“What did you do this summer?”

I’ve been back on Penn Campus for two days now and I have completely lost count of how many times I’ve been asked this question and how many times I struggled to find words to describe my summer. Do I start from the incredible systems Aravind has in place, the amount of information I learned about a hospital environment, or the number of wild animals I’d see chilling on the roads? I always feel like my standard 2 second response of “I was working at a eye hospital in India” doesn’t do my experience any justice whatsoever.

After my internship, I stayed with my family in Andhra for a few days and it felt so strange because all of a sudden the city I had grown up in felt foreign compared to Madurai. Every time I’d see anything that resembled Madurai or Aravind, I’d go off on some crazy tangent about the summer while my family tried to keep up.

My cousins enjoying their playtime in my village in Andhra Pradesh while I struggle trying to physically keep up with them.

Even sitting here at Penn feels surreal because part of me is still in a different universe where life was slow, food was spicy, and traffic was chaotic. It feels so strange to walk down Locust and not see dogs, cats, cows, buffalo, horses, and goats. It feels even stranger when I’m not eating the delicious chapatis at Inspiration for lunch. My first day back in the United States, I realized how instinctive it was for me to simply jaywalk (which is highly frowned upon in my suburban community) and had to actively keep myself from “just going for it” at every intersection.

From not having to worry about where my water is coming from to crossing the street without any fear, things that were so normal a few months ago seem completely foreign, and as these events occur, I start reflecting on what I really did this summer.

What did I do this summer?

  1. I worked for an amazing organization where compassionate, high quality care was prioritized.
  2. I learned to adapt to Indian workplace etiquette by developing habits such as being comfortable pushing for what I need, taking criticism in a positive manner, and coping with and embracing the idea that there is always more left to do.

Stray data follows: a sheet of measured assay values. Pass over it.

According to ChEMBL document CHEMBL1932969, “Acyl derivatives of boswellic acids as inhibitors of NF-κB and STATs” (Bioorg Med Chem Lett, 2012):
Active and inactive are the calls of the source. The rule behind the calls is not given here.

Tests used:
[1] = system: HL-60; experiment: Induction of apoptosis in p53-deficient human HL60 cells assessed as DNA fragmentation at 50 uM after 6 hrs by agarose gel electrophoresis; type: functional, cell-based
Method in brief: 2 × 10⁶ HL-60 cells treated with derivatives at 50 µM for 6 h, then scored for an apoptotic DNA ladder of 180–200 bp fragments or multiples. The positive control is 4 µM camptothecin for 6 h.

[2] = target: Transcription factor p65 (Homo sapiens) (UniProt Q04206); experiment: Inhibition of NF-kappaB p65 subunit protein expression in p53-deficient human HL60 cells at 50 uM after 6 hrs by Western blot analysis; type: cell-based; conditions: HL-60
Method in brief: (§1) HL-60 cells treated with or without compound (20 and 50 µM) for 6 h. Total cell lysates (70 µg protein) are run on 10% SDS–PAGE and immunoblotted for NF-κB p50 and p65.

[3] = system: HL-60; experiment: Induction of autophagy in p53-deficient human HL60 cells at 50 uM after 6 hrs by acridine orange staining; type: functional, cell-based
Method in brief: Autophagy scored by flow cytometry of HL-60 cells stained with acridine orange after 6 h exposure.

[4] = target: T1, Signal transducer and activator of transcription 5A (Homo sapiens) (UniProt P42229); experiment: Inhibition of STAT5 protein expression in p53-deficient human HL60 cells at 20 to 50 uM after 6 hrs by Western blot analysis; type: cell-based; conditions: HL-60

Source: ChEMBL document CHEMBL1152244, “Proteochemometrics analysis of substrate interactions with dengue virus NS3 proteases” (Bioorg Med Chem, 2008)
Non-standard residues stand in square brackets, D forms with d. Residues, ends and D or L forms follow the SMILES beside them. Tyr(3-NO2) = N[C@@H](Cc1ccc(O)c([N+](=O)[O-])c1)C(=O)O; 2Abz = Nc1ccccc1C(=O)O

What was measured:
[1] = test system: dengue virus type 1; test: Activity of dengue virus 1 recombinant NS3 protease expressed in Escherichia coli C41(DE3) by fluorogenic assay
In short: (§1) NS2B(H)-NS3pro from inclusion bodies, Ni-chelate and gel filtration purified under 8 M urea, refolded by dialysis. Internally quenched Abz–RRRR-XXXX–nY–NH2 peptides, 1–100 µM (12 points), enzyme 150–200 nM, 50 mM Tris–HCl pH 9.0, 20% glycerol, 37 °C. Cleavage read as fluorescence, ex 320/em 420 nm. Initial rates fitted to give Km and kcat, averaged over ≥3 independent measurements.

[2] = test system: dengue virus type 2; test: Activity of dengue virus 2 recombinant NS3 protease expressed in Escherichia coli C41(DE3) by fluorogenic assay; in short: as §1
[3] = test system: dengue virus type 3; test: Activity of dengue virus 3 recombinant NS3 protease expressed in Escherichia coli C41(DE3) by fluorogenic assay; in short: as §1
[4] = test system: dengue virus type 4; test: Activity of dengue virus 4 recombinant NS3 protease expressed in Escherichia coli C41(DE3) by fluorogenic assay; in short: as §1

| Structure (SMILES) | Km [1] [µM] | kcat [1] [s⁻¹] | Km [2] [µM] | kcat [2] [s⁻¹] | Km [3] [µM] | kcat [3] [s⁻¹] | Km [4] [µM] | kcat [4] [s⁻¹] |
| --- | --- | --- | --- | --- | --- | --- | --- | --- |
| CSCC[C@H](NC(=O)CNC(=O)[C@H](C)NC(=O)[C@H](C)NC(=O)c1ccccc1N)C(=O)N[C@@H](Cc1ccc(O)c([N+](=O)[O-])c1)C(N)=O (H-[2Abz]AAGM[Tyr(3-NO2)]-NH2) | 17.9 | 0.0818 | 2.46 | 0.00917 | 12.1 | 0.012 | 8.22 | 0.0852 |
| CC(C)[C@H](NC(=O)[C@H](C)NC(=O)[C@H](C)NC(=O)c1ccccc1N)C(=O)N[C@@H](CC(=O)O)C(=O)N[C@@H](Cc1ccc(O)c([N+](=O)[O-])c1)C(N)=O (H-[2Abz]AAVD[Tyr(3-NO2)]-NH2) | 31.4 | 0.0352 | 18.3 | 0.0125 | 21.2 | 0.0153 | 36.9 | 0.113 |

3. I ate the most amazing (wallet friendly) food that left my taste buds in awe.
  4. I was mentored by my supervisors who taught me the importance of not taking anything for face value when working with groups of people who have different priorities.
  5. I experienced care like never before from individuals who would sacrifice their weekend to ensure I was having a great one.
  6. I engaged with my culture and religion (Fun Fact: Madurai is known as “Temple City”) and developed my identity as an Indian American.
  7. I met and conversed with people of all ages, ethnicities, and professions (hospital managers, residents, fellows, environmental engineers, computer scientists) over meals at the Inspiration hostel.
  8. I had an unforgettable experience.

Leave a Reply

Fill in your details below or click an icon to log in:

WordPress.com Logo

You are commenting using your WordPress.com account. Log Out /  Change )

Google photo

You are commenting using your Google account. Log Out /  Change )

Twitter picture

You are commenting using your Twitter account. Log Out /  Change )

Facebook photo

You are commenting using your Facebook account. Log Out /  Change )

Connecting to %s

About Charitha Moparthy

Hi! My name is Cherry and I am a rising sophomore in the Vagelos Life Sciences and Management program studying biology, health care management, and statistics. I will be spending the summer of 2019 interning at the Aravind eye hospital in Madurai, Tamil Nadu. I am interested in innovative health care systems that cater to neglected populations and in my free time, I dabble in photography, dance, and read.